2.3.8 Dependencies ...................................................................................................... 8

xv
2.4 Hardware Configuration........................................................................................................ 8

2.4.1 Basis .................................................................................................................... 8


2.4.2 Language Guidance............................................................................................. 8
2.4.3 Procurement Language........................................................................................ 9
2.4.4 FAT Measures..................................................................................................... 9
2.4.5 SAT Measures..................................................................................................... 9
2.4.6 Maintenance Guidance........................................................................................ 9
2.4.7 References ........................................................................................................... 9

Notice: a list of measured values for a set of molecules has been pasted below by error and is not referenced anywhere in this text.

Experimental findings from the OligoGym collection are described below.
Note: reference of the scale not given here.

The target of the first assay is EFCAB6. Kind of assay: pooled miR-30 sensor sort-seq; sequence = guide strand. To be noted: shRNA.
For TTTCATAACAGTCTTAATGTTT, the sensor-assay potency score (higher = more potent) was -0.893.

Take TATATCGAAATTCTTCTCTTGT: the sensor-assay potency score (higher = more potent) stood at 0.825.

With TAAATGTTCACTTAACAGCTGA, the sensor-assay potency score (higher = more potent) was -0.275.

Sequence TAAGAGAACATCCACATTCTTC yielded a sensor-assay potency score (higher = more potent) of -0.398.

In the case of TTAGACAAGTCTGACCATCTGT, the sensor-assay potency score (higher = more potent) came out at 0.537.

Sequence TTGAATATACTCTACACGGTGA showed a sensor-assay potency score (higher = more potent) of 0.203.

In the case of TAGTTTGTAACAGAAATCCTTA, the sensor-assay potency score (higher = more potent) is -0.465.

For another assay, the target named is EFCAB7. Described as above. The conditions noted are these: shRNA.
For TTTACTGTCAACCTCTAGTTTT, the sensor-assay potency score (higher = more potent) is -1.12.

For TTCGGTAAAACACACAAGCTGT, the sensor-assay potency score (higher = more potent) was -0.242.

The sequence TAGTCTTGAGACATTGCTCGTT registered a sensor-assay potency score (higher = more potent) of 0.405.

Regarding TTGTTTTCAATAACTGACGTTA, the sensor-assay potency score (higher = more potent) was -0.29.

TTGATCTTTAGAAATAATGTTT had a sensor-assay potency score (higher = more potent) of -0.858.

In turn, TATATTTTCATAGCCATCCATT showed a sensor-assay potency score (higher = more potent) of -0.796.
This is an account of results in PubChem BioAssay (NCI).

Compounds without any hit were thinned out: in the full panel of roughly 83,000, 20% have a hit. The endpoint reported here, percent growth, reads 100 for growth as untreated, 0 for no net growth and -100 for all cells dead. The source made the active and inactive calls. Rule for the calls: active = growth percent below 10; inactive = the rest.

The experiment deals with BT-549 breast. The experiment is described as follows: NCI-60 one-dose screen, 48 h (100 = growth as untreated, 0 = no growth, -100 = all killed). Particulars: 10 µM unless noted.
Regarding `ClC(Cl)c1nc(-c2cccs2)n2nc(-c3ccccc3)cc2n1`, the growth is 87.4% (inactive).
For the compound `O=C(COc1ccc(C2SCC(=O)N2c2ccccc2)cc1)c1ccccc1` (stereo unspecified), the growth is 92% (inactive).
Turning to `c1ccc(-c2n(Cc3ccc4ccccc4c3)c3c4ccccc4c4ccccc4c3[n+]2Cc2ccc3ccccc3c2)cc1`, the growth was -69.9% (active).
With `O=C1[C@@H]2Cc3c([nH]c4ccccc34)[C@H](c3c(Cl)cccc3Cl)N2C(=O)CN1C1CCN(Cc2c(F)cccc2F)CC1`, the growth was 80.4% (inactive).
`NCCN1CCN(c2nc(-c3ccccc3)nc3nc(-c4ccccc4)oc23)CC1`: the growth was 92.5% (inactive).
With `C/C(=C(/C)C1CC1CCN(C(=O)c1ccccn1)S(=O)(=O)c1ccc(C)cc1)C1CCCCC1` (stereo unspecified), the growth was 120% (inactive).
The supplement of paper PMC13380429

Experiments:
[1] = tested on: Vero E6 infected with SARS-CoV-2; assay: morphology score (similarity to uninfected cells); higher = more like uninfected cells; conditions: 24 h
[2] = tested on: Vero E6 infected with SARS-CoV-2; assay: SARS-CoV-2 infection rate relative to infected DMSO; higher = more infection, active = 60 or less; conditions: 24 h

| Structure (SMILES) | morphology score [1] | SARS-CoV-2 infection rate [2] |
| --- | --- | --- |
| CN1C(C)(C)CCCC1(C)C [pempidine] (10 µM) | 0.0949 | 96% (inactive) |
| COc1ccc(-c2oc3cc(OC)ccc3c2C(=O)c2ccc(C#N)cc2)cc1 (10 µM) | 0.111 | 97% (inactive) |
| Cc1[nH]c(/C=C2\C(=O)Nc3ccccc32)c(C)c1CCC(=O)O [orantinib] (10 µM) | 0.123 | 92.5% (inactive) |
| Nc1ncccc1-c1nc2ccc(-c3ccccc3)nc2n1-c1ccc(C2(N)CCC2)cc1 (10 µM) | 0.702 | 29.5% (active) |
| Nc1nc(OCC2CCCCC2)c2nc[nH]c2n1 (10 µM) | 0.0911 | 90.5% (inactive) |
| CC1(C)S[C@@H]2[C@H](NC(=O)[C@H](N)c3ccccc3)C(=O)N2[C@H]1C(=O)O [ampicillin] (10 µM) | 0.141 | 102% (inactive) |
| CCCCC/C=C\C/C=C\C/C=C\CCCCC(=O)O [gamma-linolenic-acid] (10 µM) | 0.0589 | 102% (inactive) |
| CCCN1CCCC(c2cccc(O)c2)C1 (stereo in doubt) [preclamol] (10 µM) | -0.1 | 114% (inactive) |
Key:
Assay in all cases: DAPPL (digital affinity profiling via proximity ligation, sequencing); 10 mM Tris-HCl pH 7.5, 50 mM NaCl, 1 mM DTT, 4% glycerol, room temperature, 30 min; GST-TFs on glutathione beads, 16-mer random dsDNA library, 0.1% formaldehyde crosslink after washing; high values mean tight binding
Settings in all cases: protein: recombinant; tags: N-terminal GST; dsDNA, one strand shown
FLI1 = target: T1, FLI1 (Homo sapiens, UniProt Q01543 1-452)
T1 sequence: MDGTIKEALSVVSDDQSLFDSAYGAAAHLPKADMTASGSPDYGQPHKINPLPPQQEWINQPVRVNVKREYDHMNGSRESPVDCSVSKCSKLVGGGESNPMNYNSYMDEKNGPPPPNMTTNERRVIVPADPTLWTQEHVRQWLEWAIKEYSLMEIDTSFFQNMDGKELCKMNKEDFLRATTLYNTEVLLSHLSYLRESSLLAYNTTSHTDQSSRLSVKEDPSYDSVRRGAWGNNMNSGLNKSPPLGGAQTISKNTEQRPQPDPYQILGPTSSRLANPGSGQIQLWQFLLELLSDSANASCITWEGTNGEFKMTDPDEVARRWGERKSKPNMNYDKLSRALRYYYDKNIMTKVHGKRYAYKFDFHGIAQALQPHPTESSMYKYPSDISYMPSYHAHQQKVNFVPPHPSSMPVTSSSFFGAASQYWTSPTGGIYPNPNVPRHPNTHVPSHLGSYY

2.4.8 Dependencies ...................................................................................................... 9

2.5 Heartbeat Signals................................................................................................................... 9

2.5.1 Basis .................................................................................................................. 10


2.5.2 Language Guidance........................................................................................... 10
2.5.3 Procurement Language...................................................................................... 10